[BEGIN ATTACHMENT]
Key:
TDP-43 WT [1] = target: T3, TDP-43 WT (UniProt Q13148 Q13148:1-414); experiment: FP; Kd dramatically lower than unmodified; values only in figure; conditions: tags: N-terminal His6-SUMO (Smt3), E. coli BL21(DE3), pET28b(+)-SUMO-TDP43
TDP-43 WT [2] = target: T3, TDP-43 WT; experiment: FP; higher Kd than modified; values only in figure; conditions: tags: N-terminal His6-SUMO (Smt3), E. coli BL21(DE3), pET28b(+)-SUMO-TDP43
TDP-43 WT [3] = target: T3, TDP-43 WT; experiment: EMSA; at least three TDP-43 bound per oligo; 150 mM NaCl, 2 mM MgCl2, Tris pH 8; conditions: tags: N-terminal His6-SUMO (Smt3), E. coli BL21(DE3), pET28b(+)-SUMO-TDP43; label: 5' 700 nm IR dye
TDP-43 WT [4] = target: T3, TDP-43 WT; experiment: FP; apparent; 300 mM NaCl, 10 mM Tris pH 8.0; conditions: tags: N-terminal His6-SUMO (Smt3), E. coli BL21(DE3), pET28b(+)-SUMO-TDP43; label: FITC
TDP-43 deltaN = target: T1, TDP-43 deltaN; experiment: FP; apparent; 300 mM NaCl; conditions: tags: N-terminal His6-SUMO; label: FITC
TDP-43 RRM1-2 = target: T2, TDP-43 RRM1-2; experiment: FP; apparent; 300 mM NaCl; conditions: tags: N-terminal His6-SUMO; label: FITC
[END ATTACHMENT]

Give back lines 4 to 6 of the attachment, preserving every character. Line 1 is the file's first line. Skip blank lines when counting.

TDP-43 WT [3] = target: T3, TDP-43 WT; experiment: EMSA; at least three TDP-43 bound per oligo; 150 mM NaCl, 2 mM MgCl2, Tris pH 8; conditions: tags: N-terminal His6-SUMO (Smt3), E. coli BL21(DE3), pET28b(+)-SUMO-TDP43; label: 5' 700 nm IR dye
TDP-43 WT [4] = target: T3, TDP-43 WT; experiment: FP; apparent; 300 mM NaCl, 10 mM Tris pH 8.0; conditions: tags: N-terminal His6-SUMO (Smt3), E. coli BL21(DE3), pET28b(+)-SUMO-TDP43; label: FITC
TDP-43 deltaN = target: T1, TDP-43 deltaN; experiment: FP; apparent; 300 mM NaCl; conditions: tags: N-terminal His6-SUMO; label: FITC